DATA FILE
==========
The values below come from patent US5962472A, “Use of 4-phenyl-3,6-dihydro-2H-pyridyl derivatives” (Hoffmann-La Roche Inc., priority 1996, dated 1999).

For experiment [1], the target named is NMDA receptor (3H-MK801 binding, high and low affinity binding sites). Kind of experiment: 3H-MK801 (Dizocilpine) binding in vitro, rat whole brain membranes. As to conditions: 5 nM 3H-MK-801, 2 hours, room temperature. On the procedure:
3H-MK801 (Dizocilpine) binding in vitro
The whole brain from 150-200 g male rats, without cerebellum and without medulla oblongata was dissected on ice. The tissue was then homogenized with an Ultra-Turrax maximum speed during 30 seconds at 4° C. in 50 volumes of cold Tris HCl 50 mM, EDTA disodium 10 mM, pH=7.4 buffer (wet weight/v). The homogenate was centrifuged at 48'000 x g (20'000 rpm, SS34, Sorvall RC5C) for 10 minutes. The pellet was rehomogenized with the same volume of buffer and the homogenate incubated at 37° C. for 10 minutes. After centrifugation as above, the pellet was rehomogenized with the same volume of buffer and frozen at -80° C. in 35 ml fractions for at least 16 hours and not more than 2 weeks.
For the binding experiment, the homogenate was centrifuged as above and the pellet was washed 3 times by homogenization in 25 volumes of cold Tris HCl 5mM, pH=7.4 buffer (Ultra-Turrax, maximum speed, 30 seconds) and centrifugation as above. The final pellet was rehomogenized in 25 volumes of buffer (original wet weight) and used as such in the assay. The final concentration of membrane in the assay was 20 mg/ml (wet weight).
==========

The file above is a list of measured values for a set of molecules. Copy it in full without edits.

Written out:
The values below come from patent US5962472A, “Use of 4-phenyl-3,6-dihydro-2H-pyridyl derivatives” (Hoffmann-La Roche Inc., priority 1996, dated 1999).

For experiment [1], the target named is NMDA receptor (3H-MK801 binding, high and low affinity binding sites). Kind of experiment: 3H-MK801 (Dizocilpine) binding in vitro, rat whole brain membranes. As to conditions: 5 nM 3H-MK-801, 2 hours, room temperature. On the procedure:
3H-MK801 (Dizocilpine) binding in vitro
The whole brain from 150-200 g male rats, without cerebellum and without medulla oblongata was dissected on ice. The tissue was then homogenized with an Ultra-Turrax maximum speed during 30 seconds at 4° C. in 50 volumes of cold Tris HCl 50 mM, EDTA disodium 10 mM, pH=7.4 buffer (wet weight/v). The homogenate was centrifuged at 48'000 x g (20'000 rpm, SS34, Sorvall RC5C) for 10 minutes. The pellet was rehomogenized with the same volume of buffer and the homogenate incubated at 37° C. for 10 minutes. After centrifugation as above, the pellet was rehomogenized with the same volume of buffer and frozen at -80° C. in 35 ml fractions for at least 16 hours and not more than 2 weeks.
For the binding experiment, the homogenate was centrifuged as above and the pellet was washed 3 times by homogenization in 25 volumes of cold Tris HCl 5mM, pH=7.4 buffer (Ultra-Turrax, maximum speed, 30 seconds) and centrifugation as above. The final pellet was rehomogenized in 25 volumes of buffer (original wet weight) and used as such in the assay. The final concentration of membrane in the assay was 20 mg/ml (wet weight).